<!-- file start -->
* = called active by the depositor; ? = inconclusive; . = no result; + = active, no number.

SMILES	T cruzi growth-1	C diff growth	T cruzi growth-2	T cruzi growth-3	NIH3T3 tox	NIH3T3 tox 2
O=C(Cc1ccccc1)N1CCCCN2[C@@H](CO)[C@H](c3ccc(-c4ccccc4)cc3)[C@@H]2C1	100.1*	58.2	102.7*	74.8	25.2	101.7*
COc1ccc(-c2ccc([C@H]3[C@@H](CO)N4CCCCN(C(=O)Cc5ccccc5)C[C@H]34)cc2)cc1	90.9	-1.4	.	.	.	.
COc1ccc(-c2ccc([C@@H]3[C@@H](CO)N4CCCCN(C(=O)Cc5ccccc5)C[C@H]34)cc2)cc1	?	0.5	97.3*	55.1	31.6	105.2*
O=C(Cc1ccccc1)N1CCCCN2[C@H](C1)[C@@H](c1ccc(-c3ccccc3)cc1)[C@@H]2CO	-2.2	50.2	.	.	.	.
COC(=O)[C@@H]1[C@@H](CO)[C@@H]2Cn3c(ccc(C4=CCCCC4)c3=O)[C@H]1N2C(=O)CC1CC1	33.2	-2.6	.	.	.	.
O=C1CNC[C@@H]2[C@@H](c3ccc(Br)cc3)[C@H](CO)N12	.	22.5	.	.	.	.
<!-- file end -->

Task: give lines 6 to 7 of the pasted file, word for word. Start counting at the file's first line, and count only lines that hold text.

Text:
O=C(Cc1ccccc1)N1CCCCN2[C@H](C1)[C@@H](c1ccc(-c3ccccc3)cc1)[C@@H]2CO	-2.2	50.2	.	.	.	.
COC(=O)[C@@H]1[C@@H](CO)[C@@H]2Cn3c(ccc(C4=CCCCC4)c3=O)[C@H]1N2C(=O)CC1CC1	33.2	-2.6	.	.	.	.